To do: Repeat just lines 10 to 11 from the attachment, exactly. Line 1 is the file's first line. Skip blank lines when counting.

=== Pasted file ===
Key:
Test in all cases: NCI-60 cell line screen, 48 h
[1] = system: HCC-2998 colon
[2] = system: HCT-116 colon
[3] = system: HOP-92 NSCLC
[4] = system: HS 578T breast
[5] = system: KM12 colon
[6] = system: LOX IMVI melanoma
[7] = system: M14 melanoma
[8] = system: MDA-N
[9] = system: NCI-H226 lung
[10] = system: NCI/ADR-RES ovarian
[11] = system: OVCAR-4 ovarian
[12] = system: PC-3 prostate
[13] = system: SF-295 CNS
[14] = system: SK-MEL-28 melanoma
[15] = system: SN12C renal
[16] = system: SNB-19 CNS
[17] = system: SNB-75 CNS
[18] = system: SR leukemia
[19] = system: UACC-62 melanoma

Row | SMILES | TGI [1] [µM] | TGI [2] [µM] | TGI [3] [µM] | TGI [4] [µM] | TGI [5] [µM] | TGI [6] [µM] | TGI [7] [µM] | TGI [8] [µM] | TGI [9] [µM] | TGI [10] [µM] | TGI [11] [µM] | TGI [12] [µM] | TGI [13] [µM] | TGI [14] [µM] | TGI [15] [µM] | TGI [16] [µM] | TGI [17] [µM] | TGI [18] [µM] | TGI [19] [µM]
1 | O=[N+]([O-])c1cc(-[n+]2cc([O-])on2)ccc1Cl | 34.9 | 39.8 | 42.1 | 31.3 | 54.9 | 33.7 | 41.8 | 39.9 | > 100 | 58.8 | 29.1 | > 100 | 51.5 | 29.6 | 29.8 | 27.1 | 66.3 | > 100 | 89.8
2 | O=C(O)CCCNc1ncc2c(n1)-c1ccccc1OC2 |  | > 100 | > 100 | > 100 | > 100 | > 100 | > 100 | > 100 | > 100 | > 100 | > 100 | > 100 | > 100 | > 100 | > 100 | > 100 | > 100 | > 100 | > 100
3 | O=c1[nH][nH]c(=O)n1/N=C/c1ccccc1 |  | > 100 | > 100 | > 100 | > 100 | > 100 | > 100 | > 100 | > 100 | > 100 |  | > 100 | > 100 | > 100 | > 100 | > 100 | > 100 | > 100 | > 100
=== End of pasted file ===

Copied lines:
[8] = system: MDA-N
[9] = system: NCI-H226 lung